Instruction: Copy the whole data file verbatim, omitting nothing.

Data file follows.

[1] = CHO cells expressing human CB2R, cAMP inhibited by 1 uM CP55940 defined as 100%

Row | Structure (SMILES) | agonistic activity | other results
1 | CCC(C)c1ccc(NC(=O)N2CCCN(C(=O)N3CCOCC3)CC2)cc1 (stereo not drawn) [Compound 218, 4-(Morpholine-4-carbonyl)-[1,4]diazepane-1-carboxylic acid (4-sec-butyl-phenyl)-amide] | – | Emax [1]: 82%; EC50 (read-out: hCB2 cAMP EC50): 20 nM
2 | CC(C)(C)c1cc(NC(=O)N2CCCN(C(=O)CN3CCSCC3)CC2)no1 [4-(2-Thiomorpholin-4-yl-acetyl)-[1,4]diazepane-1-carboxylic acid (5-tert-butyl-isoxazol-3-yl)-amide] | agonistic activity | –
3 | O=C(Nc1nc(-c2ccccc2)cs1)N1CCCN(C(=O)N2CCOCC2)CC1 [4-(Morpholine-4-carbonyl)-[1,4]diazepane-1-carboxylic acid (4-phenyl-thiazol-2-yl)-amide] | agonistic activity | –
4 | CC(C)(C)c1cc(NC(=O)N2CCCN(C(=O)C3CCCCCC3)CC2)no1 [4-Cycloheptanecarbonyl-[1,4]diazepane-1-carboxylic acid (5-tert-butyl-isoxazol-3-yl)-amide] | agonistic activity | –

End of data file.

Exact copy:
[1] = CHO cells expressing human CB2R, cAMP inhibited by 1 uM CP55940 defined as 100%

Row | Structure (SMILES) | agonistic activity | other results
1 | CCC(C)c1ccc(NC(=O)N2CCCN(C(=O)N3CCOCC3)CC2)cc1 (stereo not drawn) [Compound 218, 4-(Morpholine-4-carbonyl)-[1,4]diazepane-1-carboxylic acid (4-sec-butyl-phenyl)-amide] | – | Emax [1]: 82%; EC50 (read-out: hCB2 cAMP EC50): 20 nM
2 | CC(C)(C)c1cc(NC(=O)N2CCCN(C(=O)CN3CCSCC3)CC2)no1 [4-(2-Thiomorpholin-4-yl-acetyl)-[1,4]diazepane-1-carboxylic acid (5-tert-butyl-isoxazol-3-yl)-amide] | agonistic activity | –
3 | O=C(Nc1nc(-c2ccccc2)cs1)N1CCCN(C(=O)N2CCOCC2)CC1 [4-(Morpholine-4-carbonyl)-[1,4]diazepane-1-carboxylic acid (4-phenyl-thiazol-2-yl)-amide] | agonistic activity | –
4 | CC(C)(C)c1cc(NC(=O)N2CCCN(C(=O)C3CCCCCC3)CC2)no1 [4-Cycloheptanecarbonyl-[1,4]diazepane-1-carboxylic acid (5-tert-butyl-isoxazol-3-yl)-amide] | agonistic activity | –